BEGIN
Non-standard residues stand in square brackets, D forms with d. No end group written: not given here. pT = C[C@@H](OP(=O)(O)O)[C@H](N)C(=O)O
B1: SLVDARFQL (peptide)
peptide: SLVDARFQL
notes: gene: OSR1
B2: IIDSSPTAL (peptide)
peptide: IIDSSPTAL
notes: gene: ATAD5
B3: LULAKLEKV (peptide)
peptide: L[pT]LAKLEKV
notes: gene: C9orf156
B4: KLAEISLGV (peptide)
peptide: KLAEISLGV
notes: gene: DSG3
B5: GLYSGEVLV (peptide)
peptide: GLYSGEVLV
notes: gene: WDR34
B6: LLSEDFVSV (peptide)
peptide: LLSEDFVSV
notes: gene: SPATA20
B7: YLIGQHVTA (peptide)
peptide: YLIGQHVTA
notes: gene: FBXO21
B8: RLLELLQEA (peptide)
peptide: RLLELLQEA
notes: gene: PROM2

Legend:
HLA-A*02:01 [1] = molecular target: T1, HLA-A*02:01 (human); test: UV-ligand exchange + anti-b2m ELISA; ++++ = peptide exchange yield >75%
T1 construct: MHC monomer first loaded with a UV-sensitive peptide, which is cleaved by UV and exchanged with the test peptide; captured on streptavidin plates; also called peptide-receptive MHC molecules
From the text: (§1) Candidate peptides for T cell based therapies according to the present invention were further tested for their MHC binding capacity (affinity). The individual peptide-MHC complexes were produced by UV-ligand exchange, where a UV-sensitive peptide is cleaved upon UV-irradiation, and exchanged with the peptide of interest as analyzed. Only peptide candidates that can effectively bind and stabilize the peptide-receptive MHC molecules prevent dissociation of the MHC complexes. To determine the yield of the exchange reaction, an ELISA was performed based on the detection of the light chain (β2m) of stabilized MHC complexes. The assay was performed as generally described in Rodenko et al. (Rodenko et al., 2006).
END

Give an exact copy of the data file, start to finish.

Non-standard residues stand in square brackets, D forms with d. No end group written: not given here. pT = C[C@@H](OP(=O)(O)O)[C@H](N)C(=O)O
B1: SLVDARFQL (peptide)
peptide: SLVDARFQL
notes: gene: OSR1
B2: IIDSSPTAL (peptide)
peptide: IIDSSPTAL
notes: gene: ATAD5
B3: LULAKLEKV (peptide)
peptide: L[pT]LAKLEKV
notes: gene: C9orf156
B4: KLAEISLGV (peptide)
peptide: KLAEISLGV
notes: gene: DSG3
B5: GLYSGEVLV (peptide)
peptide: GLYSGEVLV
notes: gene: WDR34
B6: LLSEDFVSV (peptide)
peptide: LLSEDFVSV
notes: gene: SPATA20
B7: YLIGQHVTA (peptide)
peptide: YLIGQHVTA
notes: gene: FBXO21
B8: RLLELLQEA (peptide)
peptide: RLLELLQEA
notes: gene: PROM2

Legend:
HLA-A*02:01 [1] = molecular target: T1, HLA-A*02:01 (human); test: UV-ligand exchange + anti-b2m ELISA; ++++ = peptide exchange yield >75%
T1 construct: MHC monomer first loaded with a UV-sensitive peptide, which is cleaved by UV and exchanged with the test peptide; captured on streptavidin plates; also called peptide-receptive MHC molecules
From the text: (§1) Candidate peptides for T cell based therapies according to the present invention were further tested for their MHC binding capacity (affinity). The individual peptide-MHC complexes were produced by UV-ligand exchange, where a UV-sensitive peptide is cleaved upon UV-irradiation, and exchanged with the peptide of interest as analyzed. Only peptide candidates that can effectively bind and stabilize the peptide-receptive MHC molecules prevent dissociation of the MHC complexes. To determine the yield of the exchange reaction, an ELISA was performed based on the detection of the light chain (β2m) of stabilized MHC complexes. The assay was performed as generally described in Rodenko et al. (Rodenko et al., 2006).